Investigation 6-1:

Observing Color and Temperature

A star’s color is a direct effect of the temperature at its surface.  To understand this look at an incandescent light controlled by a dimmer or rheostat.  As the setting of the dimmer changes, thus changing the current to the light bulb and therefore the temperature of the light bulb filament, note how the color of the bulb is affected.

6.1.  List the different colors you see in the light as you change the dimmer.

6.2.  What color is the light when the dimmer is on high?

6.3.  What color is the light at a middle setting?

6.4.  What color is the light at the lowest setting?

6.5.  At what setting do you think the light bulb is coolest?

6.6.  At what setting do you think the light bulb is hottest?

6.7.  What color would you expect a very hot star to appear to be?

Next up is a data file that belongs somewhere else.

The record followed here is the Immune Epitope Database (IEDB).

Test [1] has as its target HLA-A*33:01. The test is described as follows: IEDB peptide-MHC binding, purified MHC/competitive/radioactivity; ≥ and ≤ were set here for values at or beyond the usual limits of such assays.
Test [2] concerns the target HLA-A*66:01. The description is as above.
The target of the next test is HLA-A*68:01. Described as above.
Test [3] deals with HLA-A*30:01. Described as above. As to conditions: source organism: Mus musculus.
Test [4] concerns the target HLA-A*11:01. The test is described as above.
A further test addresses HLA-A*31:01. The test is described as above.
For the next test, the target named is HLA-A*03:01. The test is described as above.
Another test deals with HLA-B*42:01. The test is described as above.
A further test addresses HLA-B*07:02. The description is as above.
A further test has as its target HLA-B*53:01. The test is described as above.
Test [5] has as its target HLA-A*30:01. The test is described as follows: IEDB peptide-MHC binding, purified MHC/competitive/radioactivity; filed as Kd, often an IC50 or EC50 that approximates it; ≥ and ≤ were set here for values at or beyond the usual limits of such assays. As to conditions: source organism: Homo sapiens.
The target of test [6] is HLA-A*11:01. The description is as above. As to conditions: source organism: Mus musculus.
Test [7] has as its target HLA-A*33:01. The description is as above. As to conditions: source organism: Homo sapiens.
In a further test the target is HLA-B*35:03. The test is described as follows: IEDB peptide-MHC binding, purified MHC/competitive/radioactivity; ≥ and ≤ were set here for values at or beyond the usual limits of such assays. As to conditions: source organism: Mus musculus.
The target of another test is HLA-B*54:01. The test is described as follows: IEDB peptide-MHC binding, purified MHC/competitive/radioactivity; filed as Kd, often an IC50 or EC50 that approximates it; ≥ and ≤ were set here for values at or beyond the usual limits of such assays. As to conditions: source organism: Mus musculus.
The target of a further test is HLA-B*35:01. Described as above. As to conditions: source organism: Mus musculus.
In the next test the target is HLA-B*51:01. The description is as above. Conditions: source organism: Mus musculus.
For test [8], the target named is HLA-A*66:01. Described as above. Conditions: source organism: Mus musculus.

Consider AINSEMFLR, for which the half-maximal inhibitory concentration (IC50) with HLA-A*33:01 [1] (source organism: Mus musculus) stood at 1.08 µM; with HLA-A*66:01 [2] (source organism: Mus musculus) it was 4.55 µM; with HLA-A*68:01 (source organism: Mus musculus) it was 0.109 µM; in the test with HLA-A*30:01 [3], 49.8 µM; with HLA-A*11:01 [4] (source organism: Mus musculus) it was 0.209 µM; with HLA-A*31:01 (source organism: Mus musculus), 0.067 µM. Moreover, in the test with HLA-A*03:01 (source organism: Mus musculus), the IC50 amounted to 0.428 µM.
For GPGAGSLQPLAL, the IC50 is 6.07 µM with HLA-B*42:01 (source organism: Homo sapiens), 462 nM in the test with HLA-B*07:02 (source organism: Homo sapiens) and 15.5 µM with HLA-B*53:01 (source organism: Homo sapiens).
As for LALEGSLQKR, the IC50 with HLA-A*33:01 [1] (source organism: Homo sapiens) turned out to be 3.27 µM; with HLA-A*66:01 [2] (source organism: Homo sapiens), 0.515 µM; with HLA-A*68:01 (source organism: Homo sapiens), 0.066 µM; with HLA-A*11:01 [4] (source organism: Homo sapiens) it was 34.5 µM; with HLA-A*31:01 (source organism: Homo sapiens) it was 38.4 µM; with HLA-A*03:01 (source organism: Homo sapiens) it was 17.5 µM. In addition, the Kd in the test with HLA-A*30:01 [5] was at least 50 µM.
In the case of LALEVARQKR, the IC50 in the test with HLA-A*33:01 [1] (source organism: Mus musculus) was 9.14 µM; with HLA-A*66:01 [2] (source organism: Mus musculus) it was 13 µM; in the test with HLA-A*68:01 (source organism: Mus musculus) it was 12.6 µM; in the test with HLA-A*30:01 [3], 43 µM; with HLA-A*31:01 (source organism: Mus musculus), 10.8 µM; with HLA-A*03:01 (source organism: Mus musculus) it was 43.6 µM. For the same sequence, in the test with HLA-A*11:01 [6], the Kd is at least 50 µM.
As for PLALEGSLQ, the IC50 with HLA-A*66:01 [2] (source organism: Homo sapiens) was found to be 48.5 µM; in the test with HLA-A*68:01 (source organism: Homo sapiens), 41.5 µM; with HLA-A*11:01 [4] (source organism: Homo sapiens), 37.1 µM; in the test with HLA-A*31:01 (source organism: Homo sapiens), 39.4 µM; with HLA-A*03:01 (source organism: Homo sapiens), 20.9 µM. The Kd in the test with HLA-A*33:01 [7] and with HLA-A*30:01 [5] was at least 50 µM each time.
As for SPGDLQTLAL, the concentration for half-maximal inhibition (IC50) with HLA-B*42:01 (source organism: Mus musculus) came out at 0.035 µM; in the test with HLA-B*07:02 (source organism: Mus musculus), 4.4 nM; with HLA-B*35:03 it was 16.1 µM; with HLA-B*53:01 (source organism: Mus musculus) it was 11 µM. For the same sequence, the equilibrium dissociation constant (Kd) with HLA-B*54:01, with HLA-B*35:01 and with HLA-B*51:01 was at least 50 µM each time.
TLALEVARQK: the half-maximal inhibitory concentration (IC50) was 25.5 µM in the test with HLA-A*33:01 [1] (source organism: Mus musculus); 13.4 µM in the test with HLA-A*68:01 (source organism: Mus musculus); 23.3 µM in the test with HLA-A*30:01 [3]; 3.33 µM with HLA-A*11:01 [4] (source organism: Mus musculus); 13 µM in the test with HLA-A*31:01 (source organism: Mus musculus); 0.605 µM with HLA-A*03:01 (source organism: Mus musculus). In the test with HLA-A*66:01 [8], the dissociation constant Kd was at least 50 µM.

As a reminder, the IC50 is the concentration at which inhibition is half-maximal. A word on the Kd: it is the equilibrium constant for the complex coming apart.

6.8.  Would a very hot star have a high or low B-V index?
(See the Measuring the Color of Stars Discussion Sheet for an explanation of the B-V index.)

6.9. What color would you expect a relatively cool star to appear to be?

6.10. Would a cool star have a high or low B-V index?

6.11. Imagine you could double or even quadruple your distance away from a star.
What would happen to the star’s:
A.  Apparent brightness?
B.  Luminosity?
C.  Color?




<< Back to A Changing Cosmos Chapter 5 - "Color, Temperature, and Age"
 


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